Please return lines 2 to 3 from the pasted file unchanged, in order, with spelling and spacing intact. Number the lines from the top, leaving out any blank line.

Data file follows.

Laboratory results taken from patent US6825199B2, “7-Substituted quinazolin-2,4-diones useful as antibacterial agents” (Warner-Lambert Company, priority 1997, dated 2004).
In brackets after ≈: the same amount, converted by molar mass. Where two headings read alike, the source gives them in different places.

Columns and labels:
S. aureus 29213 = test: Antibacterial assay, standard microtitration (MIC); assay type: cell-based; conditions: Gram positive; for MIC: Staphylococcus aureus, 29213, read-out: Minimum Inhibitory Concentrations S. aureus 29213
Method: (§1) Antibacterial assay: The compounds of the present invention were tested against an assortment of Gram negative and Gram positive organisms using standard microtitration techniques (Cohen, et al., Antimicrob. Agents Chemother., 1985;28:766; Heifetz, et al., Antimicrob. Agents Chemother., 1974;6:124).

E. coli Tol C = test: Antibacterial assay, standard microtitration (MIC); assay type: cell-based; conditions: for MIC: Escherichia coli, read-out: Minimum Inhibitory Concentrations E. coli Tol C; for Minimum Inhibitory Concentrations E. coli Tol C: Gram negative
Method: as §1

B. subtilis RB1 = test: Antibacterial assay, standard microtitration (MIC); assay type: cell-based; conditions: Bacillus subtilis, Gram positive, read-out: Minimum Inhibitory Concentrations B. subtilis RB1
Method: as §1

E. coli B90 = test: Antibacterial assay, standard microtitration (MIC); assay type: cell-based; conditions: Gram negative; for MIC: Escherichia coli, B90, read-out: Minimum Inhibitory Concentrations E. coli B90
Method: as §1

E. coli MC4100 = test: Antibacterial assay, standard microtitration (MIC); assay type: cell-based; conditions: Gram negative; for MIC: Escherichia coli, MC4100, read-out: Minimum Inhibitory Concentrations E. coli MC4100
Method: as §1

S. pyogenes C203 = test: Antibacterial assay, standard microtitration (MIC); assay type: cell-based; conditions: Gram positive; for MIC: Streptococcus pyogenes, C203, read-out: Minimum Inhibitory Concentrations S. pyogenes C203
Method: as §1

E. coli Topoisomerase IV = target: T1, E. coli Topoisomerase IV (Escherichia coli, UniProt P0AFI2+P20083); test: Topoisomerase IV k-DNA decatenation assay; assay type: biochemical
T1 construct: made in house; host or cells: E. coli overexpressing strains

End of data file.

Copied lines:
In brackets after ≈: the same amount, converted by molar mass. Where two headings read alike, the source gives them in different places.

Columns and labels: